It has been a year since I posted, so I think the break was long enough. read my other blog, The Journey to my Son, to know the boring details of what happened. Suffice to say, that even though I will start posting again, it won't be regularly.
This post will be about something which I see as very overlooked in the great debate of what Christians borrowed from the pagans. Where did the idea of the Holy Spirit come from? While theologians will definatly give you a very different answer than what I post here, it will end up coming as no shock. I don't understand why I seem to be the only one that saw this.
The Hebrew people lived in Egypt for several generations. They absorbed a lot of the culture and ideas. Many people already know about the Isis-Horus and Jesus-Mary similarities, and some others know that the original angels where imagined in more animalistic forms, similar to the genii of Mesopotamia and gods of Egypt. They became known as the Kerubim, and later Cherubs. People confused the little gods of love, the putti, with the Cherubs in Rennaisance art and that is what people call them today. Here is another idea that they borrowed from the Egyptians. The idea of the Benu.
The Benu is a divine bird, often pictured as a heron or later as a bird of prey, that is the representation of the sun god Ra. It is the Ba of Ra, the ba being the part of the soul allowed to fly free upon death. Look at old mummification scenes from Egypt and you will see a hawk or falcon with the head of the deceased flying away or looking on. That is the soul of the person. Ra allows his soul to fly free at times, or at least a part of his great divine being. As Ra is the creator and father of the gods, that makes him The God. The Hebrews took this idea of the soul of God and applied it to their own stories, allowing God to still be God in heaven and yet still travel around and deliver his will, along with his angels. When Christians began to take over, there were many in Alexandria, Egypt. These Alexandrian Christians were very influential in early Christian history. They spread many ideas, among them was the idea of the "Father, Son and Holy Spirit/Ghost" This fits right in with Egyptian mythology, as Ra, was being replaced by his great-great grandson Horus, whom also appreared like him, with Falcon head and bearing the eye of the sun. And then there was the benu, the ba of Ra, the holy spirit.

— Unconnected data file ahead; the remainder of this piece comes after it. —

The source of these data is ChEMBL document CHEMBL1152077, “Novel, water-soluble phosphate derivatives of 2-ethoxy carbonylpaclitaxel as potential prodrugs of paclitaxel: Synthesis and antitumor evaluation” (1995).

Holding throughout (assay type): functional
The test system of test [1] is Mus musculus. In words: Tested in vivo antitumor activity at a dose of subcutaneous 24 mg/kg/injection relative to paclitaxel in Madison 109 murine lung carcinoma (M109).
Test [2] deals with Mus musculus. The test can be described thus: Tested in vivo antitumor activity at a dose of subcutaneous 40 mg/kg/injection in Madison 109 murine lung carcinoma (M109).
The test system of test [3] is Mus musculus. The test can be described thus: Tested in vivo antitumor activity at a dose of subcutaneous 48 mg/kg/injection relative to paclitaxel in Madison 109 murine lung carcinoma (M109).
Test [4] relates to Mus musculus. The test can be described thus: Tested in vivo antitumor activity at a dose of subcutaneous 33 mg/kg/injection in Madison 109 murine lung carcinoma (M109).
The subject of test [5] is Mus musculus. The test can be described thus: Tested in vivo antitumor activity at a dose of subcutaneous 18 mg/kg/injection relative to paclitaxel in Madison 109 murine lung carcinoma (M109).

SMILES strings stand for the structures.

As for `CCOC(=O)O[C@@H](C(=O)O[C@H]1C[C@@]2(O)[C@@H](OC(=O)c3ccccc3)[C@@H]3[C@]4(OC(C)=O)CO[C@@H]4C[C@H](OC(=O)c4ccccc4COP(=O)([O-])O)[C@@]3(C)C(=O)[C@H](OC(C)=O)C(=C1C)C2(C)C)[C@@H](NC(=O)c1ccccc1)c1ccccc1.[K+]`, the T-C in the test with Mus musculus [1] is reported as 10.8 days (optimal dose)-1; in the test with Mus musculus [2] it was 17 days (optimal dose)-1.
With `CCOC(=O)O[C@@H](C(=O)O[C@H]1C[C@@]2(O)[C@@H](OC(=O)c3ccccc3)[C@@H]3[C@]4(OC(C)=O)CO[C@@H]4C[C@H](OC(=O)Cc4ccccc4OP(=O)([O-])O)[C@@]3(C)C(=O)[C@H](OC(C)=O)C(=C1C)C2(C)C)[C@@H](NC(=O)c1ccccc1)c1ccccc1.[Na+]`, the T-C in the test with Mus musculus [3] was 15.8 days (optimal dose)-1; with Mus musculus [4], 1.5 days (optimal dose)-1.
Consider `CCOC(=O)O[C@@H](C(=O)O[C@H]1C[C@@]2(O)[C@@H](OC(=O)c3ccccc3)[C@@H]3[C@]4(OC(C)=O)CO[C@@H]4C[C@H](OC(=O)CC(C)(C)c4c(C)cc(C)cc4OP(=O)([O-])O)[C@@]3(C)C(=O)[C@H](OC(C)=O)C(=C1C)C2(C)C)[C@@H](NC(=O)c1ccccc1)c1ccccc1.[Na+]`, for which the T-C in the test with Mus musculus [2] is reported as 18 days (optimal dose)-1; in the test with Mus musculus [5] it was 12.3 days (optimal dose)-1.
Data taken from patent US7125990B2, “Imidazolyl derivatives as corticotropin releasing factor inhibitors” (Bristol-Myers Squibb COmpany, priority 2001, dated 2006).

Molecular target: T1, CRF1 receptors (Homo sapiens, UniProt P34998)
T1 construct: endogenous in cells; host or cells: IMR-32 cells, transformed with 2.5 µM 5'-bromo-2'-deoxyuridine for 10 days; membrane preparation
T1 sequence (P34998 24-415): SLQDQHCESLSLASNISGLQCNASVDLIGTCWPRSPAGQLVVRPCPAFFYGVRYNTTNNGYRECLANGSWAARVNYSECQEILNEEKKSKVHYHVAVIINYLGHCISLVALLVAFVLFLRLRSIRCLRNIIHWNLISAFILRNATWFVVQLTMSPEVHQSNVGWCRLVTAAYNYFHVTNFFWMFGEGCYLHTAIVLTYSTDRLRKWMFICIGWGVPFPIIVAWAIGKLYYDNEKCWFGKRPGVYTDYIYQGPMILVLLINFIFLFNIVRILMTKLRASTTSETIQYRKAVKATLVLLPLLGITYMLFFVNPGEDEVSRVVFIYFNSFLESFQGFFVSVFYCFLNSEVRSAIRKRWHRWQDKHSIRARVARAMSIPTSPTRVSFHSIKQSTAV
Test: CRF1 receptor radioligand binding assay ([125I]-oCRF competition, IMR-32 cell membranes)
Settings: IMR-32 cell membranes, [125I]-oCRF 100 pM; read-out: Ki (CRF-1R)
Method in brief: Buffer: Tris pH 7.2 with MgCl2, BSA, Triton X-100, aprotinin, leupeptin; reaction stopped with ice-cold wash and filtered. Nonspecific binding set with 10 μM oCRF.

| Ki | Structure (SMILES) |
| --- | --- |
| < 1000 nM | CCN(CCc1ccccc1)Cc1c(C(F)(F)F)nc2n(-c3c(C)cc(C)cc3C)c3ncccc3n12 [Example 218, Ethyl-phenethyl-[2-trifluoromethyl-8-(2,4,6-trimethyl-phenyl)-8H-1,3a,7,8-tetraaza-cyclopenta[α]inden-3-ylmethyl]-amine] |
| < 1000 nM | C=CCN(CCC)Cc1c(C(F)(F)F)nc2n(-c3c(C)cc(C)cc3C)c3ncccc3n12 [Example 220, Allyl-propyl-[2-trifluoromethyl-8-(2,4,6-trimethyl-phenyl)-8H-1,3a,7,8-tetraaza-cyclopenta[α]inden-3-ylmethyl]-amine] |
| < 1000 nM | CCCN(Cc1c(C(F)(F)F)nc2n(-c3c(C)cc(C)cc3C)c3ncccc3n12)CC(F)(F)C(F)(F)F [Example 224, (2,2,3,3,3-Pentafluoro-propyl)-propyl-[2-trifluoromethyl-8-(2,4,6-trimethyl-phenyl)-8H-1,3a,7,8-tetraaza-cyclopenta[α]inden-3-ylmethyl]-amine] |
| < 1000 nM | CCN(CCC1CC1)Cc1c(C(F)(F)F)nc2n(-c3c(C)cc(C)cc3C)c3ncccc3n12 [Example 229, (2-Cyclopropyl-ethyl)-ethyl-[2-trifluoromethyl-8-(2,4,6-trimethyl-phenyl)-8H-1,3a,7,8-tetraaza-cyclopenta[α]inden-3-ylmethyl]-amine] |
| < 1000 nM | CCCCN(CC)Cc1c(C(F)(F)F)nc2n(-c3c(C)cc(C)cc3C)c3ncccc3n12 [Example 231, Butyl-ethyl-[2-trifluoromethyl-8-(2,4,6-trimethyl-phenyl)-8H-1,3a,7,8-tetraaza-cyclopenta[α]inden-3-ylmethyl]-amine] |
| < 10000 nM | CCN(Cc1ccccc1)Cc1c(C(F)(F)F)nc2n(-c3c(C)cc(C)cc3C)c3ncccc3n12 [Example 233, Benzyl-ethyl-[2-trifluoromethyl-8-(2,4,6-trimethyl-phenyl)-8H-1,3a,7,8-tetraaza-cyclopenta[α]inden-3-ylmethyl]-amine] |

The Benu was translated by the ancient Greek pagans into the Phoenix, a well known bird. So the pheonix is the soul of the sun, which rises and sets, is born and dies, everyday. It is the symbol of resurrection and life and fire. When the Chrisitans came, they accepted this bird as a symbol of Jesus. You might find it ironic, given its pagan history, but since the phoenix is the Benu and the Benu is the Holy Spirit, then it makes sense.
The Holy Spirit, also known as the Holy Ghost, is the spirit of God. To Jewish people the Holy Spirit can come upon people and offer them divine inspiration or as a presence. It is God and is not considered different than him. To some Christians, they split God into a Holy Trinity of The Father(God,) The Son(Jesus, God incarnate on Earth) and the Holy Spirit. The Holy spirit is the spiritual essence of God, and can bring prephecy and inspiration to people. It also gives gifts to Baptized followers like wisdom, council, knowledge, etc... When a person gets baptized, they are thought to be filled with the Holy Spirit and reborn as good Christians. It often appears as a dove, the symbol of peace. It also appeared to Jesus as a dove when he was baptized by John. It can also appear as wind, light, clouds, fire or water. In art, the most often used form is of a white dove, often with a corona of light, a halo, over its heard or from its body. It is not surprising that people associate it with this form. God sends out his essence to the world and to man, just as Ra sent his out. Ra's essence appeared as a falcon, God's appears as a dove. It is an ancient idea that found its way into Christianity.
Now you know that the Holy Spirit is the Ba of God. You can celebrate this as well as the Chritians, for it is just another image taken from the past, taken from us, that we can reclaim in glory. Since many Wiccans/pagans also worship God, in their own way, they can incorporate this ancient idea into their beliefs without feeling like they are copying, or becoming, Chrisitans. For other pagans, it is not just the Benu and Ra, but other similar (though not the same) figures would be Zeus and his Eagle, Odin and his Ravens, etc...
Many of the rituals and beliefs of the Christians are not original ideas. They existed long ago in other cultures and religions. They took the ideas they liked and felt comfortable with and made it their own. Many also added pagan concepts to the religion so that they could keep worshipping their pagan faith in secret or face persecution.